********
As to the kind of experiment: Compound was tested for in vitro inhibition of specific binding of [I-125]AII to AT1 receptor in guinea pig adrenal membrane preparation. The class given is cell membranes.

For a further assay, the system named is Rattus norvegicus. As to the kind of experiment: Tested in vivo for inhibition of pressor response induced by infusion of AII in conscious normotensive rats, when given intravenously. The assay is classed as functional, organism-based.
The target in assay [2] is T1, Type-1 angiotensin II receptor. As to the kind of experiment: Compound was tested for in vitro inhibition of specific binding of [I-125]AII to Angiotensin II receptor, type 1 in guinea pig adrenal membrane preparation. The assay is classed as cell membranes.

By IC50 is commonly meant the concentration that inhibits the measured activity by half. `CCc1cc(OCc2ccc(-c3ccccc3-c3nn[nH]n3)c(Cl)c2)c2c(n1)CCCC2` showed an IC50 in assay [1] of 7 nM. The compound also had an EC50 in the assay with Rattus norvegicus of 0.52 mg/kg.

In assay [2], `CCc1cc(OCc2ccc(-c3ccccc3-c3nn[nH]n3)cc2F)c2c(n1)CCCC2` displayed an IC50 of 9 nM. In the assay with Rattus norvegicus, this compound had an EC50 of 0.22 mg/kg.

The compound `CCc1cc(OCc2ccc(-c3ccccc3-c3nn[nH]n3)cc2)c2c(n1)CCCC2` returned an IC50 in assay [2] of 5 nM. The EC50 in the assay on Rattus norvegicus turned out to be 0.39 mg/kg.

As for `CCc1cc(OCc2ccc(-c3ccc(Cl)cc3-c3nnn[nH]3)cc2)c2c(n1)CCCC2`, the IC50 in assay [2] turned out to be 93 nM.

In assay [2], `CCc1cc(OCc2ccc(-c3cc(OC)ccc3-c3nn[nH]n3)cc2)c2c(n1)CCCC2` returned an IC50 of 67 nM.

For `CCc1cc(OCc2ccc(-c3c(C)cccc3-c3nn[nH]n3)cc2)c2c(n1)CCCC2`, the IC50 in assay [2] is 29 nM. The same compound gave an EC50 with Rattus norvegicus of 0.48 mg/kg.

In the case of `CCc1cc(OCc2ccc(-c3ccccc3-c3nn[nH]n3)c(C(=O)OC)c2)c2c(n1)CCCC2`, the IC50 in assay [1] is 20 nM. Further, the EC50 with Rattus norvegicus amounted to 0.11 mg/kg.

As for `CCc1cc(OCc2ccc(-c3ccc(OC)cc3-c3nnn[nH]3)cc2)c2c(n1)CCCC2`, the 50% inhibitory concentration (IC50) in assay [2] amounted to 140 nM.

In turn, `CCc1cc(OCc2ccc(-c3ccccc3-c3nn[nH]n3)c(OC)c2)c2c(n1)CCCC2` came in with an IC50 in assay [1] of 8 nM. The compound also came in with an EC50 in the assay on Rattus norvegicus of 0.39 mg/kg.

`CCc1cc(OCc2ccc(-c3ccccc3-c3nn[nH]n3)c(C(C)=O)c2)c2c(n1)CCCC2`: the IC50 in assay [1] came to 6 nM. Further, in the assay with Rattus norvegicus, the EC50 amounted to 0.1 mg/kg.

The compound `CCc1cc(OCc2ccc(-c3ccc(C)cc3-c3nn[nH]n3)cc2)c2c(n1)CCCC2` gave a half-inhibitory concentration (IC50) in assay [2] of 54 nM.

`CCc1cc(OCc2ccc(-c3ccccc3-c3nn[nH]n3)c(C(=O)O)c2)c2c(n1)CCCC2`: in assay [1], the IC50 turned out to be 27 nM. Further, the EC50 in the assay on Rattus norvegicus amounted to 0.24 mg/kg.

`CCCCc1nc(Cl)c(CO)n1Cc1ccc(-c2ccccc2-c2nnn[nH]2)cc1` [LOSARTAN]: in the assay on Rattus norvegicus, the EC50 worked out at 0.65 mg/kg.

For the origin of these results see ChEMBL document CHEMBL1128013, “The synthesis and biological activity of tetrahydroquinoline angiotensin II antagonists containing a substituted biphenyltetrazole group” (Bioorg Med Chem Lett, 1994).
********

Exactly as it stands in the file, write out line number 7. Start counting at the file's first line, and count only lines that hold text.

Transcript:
As for `CCc1cc(OCc2ccc(-c3ccc(Cl)cc3-c3nnn[nH]3)cc2)c2c(n1)CCCC2`, the IC50 in assay [2] turned out to be 93 nM.